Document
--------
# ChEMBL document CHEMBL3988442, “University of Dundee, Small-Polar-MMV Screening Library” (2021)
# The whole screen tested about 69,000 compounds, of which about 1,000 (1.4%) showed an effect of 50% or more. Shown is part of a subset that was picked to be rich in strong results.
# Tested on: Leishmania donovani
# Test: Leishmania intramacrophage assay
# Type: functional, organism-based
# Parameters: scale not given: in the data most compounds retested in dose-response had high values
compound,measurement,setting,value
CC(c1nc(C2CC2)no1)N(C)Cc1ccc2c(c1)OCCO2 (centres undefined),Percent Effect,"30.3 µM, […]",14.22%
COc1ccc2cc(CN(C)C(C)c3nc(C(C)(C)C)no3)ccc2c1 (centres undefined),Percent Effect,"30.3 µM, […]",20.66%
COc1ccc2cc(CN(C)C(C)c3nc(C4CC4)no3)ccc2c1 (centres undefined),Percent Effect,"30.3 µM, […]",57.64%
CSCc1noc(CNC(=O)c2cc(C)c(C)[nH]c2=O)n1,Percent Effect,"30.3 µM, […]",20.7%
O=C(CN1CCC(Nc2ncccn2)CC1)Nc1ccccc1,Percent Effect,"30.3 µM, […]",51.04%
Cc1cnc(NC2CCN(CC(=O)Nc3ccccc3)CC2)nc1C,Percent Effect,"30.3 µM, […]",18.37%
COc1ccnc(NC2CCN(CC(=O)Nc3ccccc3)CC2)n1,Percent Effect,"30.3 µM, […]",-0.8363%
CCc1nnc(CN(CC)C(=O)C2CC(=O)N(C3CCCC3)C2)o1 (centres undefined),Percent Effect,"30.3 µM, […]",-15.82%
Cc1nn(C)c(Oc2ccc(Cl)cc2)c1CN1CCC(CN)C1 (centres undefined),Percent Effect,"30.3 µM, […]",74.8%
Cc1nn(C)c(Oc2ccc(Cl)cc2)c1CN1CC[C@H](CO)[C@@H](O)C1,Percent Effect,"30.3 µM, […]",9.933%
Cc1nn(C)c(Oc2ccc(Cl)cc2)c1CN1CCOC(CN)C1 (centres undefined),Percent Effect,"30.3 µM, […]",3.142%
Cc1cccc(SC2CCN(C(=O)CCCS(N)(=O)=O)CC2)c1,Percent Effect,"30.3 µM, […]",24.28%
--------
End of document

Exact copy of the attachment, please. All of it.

# ChEMBL document CHEMBL3988442, “University of Dundee, Small-Polar-MMV Screening Library” (2021)
# The whole screen tested about 69,000 compounds, of which about 1,000 (1.4%) showed an effect of 50% or more. Shown is part of a subset that was picked to be rich in strong results.
# Tested on: Leishmania donovani
# Test: Leishmania intramacrophage assay
# Type: functional, organism-based
# Parameters: scale not given: in the data most compounds retested in dose-response had high values
compound,measurement,setting,value
CC(c1nc(C2CC2)no1)N(C)Cc1ccc2c(c1)OCCO2 (centres undefined),Percent Effect,"30.3 µM, […]",14.22%
COc1ccc2cc(CN(C)C(C)c3nc(C(C)(C)C)no3)ccc2c1 (centres undefined),Percent Effect,"30.3 µM, […]",20.66%
COc1ccc2cc(CN(C)C(C)c3nc(C4CC4)no3)ccc2c1 (centres undefined),Percent Effect,"30.3 µM, […]",57.64%
CSCc1noc(CNC(=O)c2cc(C)c(C)[nH]c2=O)n1,Percent Effect,"30.3 µM, […]",20.7%
O=C(CN1CCC(Nc2ncccn2)CC1)Nc1ccccc1,Percent Effect,"30.3 µM, […]",51.04%
Cc1cnc(NC2CCN(CC(=O)Nc3ccccc3)CC2)nc1C,Percent Effect,"30.3 µM, […]",18.37%
COc1ccnc(NC2CCN(CC(=O)Nc3ccccc3)CC2)n1,Percent Effect,"30.3 µM, […]",-0.8363%
CCc1nnc(CN(CC)C(=O)C2CC(=O)N(C3CCCC3)C2)o1 (centres undefined),Percent Effect,"30.3 µM, […]",-15.82%
Cc1nn(C)c(Oc2ccc(Cl)cc2)c1CN1CCC(CN)C1 (centres undefined),Percent Effect,"30.3 µM, […]",74.8%
Cc1nn(C)c(Oc2ccc(Cl)cc2)c1CN1CC[C@H](CO)[C@@H](O)C1,Percent Effect,"30.3 µM, […]",9.933%
Cc1nn(C)c(Oc2ccc(Cl)cc2)c1CN1CCOC(CN)C1 (centres undefined),Percent Effect,"30.3 µM, […]",3.142%
Cc1cccc(SC2CCN(C(=O)CCCS(N)(=O)=O)CC2)c1,Percent Effect,"30.3 µM, […]",24.28%